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People v. Hilt

July 31, 1998

THE PEOPLE OF THE STATE OF ILLINOIS, PLAINTIFF-APPELLANT,
v.
CARMEL R. HILT, DEFENDANT-APPELLEE.



The opinion of the court was delivered by: Justice Doyle delivered the opinion of the court:

IN THE APPELLATE COURT OF ILLINOIS SECOND DISTRICT

Appeal from the Circuit Court of Kane County.

No. 95--CF--1070

Honorable Judith M. Brawka, Judge, Presiding.

Defendant, Carmel Hilt, was charged with unlawful possession of a controlled substance (720 ILCS 570/402(c) (West 1994)) and possession of drug paraphernalia (720 ILCS 600/3.5 (West 1994)) after rock cocaine and drug paraphernalia were found in the car in which she was riding. The trial court granted her motion to quash her arrest and suppress the evidence obtained from the car. The State appeals, contending that police officers had probable cause to search the car or, alternatively, the driver consented to the search.

Evidence at the suppression hearing showed that Vernon Hilt, defendant's husband, had owned a 1988 Dodge Omni. On April 3, 1995, he bought a 1985 Ford Tempo at Joyce Pontiac. Joyce agreed to transfer the plates to the Tempo.

On May 27, 1995, defendant and her husband were in the area of Second and Loucks Streets in Aurora about 3 a.m. Vernon Hilt was driving the Tempo, and Milton, a friend of defendant, was with them. Milton asked the Hilts to drop him off at an apartment complex on Second Street, which they did. After leaving the complex, Vernon Hilt drove west on Second Street and stopped at a stop sign. As he was signaling for a left turn, he noticed a marked Aurora police car behind him.

The squad car was occupied by Officer John Pavlinec, who was patrolling the area with his partner, Virgil Null. Their patrol area included the Woodlands Apartments. About 3 a.m., Pavlinec had seen a car leave the Woodlands parking lot. The car attracted his attention because he did not recognize it and because he knew that drug trafficking often took place in the area at that hour. He thus "ran a 28," or a license plate check, on the car and was informed that the plates were registered to a different car and were expired. He decided to effect a traffic stop.

Pavlinec approached the passenger's side of the car while Null approached the driver's side. Pavlinec shined a flashlight toward the car to check for weapons and contraband. As he did so, he saw a knotted piece of a baggie on the car's rear floorboard.

Pavlinec testified that in his experience based on having made 50 to 100 drug arrests, drug dealers often packaged cocaine by tying a knot in a corner of a plastic bag, then tearing off the rest of the bag to make a very small package. Thus, his observation of the torn and knotted baggie increased his suspicion. He believed that the baggie was a container for crack cocaine.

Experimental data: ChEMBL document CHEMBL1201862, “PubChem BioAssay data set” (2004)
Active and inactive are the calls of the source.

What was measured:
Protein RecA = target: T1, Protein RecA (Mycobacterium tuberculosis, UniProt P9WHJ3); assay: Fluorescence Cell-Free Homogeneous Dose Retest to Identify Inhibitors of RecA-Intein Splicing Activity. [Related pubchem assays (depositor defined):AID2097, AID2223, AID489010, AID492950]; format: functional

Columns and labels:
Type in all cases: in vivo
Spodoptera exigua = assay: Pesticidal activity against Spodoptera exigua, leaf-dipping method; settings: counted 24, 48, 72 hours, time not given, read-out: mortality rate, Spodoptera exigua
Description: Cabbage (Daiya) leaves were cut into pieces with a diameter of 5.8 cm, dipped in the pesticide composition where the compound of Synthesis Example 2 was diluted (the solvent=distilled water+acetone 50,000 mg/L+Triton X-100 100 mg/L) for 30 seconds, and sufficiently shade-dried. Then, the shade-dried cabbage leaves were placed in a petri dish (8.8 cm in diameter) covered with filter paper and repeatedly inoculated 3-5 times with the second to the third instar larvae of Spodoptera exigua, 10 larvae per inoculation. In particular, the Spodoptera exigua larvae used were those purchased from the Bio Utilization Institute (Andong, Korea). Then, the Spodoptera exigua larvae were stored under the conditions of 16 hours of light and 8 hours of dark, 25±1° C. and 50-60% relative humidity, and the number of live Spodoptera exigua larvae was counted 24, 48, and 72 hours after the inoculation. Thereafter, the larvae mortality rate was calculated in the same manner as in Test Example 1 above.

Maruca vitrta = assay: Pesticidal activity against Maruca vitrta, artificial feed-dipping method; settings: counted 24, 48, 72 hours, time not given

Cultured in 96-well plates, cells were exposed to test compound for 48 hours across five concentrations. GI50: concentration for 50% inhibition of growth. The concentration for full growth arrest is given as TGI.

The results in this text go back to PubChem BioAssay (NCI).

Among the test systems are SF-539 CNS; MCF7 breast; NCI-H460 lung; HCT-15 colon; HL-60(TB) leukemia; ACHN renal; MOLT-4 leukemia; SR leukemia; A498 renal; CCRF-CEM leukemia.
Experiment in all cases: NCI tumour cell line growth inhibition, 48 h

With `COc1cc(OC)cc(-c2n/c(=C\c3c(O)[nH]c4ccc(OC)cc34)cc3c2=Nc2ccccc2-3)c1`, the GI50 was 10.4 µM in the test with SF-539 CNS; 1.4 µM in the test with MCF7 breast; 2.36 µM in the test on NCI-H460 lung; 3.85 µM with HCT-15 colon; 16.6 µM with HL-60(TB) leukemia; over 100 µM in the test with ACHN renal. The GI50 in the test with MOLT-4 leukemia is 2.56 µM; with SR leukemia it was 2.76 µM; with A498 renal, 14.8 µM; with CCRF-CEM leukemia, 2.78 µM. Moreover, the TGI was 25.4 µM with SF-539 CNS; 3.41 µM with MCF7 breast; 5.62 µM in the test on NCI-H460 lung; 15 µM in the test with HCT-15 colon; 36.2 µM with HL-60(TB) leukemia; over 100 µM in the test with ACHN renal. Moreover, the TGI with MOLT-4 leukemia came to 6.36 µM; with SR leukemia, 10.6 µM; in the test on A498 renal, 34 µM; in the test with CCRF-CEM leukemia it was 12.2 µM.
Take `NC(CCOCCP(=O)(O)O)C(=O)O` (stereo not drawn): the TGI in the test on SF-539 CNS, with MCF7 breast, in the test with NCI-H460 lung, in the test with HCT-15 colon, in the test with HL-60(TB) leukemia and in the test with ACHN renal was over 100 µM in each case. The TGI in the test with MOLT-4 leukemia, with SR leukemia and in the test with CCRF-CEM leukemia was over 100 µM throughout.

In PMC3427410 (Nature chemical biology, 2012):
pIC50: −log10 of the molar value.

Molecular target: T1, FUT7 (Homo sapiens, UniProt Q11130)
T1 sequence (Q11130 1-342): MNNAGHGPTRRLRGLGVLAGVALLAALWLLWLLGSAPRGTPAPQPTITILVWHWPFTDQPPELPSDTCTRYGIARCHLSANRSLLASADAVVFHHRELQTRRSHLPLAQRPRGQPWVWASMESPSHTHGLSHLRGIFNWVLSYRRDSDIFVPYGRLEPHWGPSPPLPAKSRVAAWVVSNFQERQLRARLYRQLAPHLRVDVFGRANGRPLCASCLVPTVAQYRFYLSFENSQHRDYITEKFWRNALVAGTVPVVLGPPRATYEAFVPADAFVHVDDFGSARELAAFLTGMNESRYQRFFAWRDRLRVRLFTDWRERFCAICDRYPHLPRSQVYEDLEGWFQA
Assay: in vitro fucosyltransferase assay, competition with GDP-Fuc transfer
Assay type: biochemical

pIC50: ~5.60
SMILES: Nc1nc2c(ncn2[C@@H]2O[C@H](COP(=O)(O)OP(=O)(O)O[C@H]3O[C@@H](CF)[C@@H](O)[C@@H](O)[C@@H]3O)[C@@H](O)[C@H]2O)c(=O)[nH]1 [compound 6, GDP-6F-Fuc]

At this time, Null was speaking with the car's driver. Pavlinec then asked both the driver and defendant to get out and go to the rear of the car. He asked both if they had purchased cocaine or knew where the baggie had come from. Both responded in the negative.

According to Pavlinec, he then asked for and received permission to search the car. Defendant and her husband denied that they were asked for permission to conduct a search. In any event, Pavlinec searched the car. In the glove box, he saw what he believed to be a crack pipe. When asked, defendant admitted that the crack pipe was hers. Pavlinec arrested her for possession of drug paraphernalia. He then resumed his search and found a small rock-like substance on the passenger's side of the car's front floorboard.

After defendant was arrested, Null explained to the driver why he had been stopped. Vernon Hilt explained that the plates had recently been changed over and produced the form documenting the transfer of the plates.

The trial court granted the motion to quash and suppress. The court found that the initial stop was proper. However, the court ruled that the torn baggie was not obviously contraband or evidence of a crime. Thus, Pavlinec had only a "hunch" that a crime had occurred or was about to occur. The court further ruled that, based on the totality of the circumstances, any consent to search was not free and voluntary. Finally, the court rejected the contention that the drugs would ...


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